United States v. Capanelli, Docket No. 05-3056-cr (2d Cir. Mar. 1, 2007) (Jacobs, Sack, Oberdorfer) (per curiam): This opinion follows the Rattoballi line of cases, which emphasize the continuing centrality of the Guidelines in sentencing despite Booker. The panel rejects Capanelli’s claim that his sentence must be vacated as procedurally unreasonable because the district court “gave complete deference to the guidelines” at sentencing. Op. 4. Among other things, the district judge, while repeating the “of course the Guidelines are now advisory” mantra, stated that the Guidelines should be “given significant and substantial deference” at sentencing.
No problem!, this panel says, because the Guidelines range “‘should serve as a ‘benchmark or a point of reference or departure’ for a sentencing court,” (emphasis in original) and because
“A sentencing judge’s decision to place special weight on the recommended guideline range will often be appropriate, because the Sentencing Guidelines reflect the considered judgment of the Sentencing Commission, are the only integration of the multiple [§ 3553(a)] factors and, with important exceptions, . . . were based upon the actual sentences of many judges.”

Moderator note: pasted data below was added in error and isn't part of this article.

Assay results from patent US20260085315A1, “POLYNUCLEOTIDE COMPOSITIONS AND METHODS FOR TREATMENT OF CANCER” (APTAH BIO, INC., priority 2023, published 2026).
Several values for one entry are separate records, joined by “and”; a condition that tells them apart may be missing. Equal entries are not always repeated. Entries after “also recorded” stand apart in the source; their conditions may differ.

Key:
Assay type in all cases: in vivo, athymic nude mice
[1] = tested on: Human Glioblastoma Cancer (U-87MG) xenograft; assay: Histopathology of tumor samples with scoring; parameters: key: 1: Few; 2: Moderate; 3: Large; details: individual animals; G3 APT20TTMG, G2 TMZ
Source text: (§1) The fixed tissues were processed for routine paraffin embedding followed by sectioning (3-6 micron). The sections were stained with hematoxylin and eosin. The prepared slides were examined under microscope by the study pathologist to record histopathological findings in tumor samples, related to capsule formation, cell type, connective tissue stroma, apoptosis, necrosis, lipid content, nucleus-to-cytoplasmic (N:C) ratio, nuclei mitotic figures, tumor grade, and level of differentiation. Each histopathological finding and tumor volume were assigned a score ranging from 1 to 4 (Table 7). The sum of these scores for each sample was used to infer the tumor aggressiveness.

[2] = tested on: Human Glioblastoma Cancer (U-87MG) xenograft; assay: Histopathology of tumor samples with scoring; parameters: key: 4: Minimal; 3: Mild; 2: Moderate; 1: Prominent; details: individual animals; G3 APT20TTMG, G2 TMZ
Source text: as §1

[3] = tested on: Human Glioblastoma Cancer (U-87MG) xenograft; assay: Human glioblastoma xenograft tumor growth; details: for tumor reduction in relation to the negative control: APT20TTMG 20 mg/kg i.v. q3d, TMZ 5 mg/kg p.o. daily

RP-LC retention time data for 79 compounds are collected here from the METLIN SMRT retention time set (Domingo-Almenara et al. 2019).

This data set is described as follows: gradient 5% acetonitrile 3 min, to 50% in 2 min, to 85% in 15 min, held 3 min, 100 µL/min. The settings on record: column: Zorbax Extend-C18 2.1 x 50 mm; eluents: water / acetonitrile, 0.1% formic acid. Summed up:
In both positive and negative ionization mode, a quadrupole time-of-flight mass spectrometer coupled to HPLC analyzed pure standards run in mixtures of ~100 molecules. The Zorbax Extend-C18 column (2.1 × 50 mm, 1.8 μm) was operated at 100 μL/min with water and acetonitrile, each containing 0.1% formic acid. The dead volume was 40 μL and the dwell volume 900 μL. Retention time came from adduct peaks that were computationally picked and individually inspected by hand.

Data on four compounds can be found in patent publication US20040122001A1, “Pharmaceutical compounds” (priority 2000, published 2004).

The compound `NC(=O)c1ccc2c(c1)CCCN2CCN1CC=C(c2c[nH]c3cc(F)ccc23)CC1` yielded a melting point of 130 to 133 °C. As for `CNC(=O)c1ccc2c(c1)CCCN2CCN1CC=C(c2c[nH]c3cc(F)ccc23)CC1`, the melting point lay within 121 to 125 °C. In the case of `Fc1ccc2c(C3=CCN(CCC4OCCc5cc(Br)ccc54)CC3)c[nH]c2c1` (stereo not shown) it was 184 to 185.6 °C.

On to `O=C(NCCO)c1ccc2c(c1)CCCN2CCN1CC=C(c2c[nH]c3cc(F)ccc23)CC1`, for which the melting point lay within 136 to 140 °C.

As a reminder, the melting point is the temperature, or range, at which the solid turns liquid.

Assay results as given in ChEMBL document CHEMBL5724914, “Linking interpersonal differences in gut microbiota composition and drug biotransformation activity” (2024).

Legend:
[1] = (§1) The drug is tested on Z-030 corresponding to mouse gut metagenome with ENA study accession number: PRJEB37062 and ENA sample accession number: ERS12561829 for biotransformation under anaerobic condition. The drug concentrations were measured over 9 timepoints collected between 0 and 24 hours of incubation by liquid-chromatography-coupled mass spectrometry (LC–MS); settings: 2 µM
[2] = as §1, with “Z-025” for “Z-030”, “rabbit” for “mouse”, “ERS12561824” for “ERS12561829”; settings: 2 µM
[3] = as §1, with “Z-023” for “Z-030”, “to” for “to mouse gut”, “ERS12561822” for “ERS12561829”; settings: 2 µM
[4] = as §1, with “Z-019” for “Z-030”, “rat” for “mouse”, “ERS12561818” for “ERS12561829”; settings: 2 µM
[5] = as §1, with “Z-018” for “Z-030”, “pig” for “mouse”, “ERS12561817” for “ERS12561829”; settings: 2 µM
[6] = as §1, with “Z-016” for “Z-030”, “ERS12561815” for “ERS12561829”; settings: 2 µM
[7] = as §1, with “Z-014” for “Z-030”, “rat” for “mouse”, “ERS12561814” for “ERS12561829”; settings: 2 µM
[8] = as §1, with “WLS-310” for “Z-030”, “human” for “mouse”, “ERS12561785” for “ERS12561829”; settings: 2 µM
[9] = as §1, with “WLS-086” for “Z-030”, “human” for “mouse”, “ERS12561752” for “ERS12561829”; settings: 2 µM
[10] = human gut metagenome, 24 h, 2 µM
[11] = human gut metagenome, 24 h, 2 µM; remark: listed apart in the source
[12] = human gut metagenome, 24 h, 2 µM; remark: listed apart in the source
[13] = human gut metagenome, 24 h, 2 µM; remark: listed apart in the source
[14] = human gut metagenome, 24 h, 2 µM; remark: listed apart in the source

Op. 5 (citations omitted). Let us hope, once more, that the Big Court in DC rescues us from such nonsense in Rita / Claiborne.
The opinion goes on to affirm a 5-level brandishing enhancement under § 2B3.1(b)(2)(C) of the Guidelines, describing in detail the standard for conspiratorial liability under the Guidelines. Essentially, the court must find that the “intended action [here, the brandishing of a firearm during a planned robbery] must be part of the conspiratorial plan [that the defendant generally agreed to join] for the enhancement to be imposed.” Op. 11. This requires a greater showing than that required under Pinkerton (defendant liable so long as the act is a reasonably foreseeable one in furtherance of the conspiracy, even if not part of the “intended plan” to which the defendant agreed), but a court need not find that the defendant himself had a specific intent regarding the brandishing of the gun to apply the enhancement. Op. 9-11.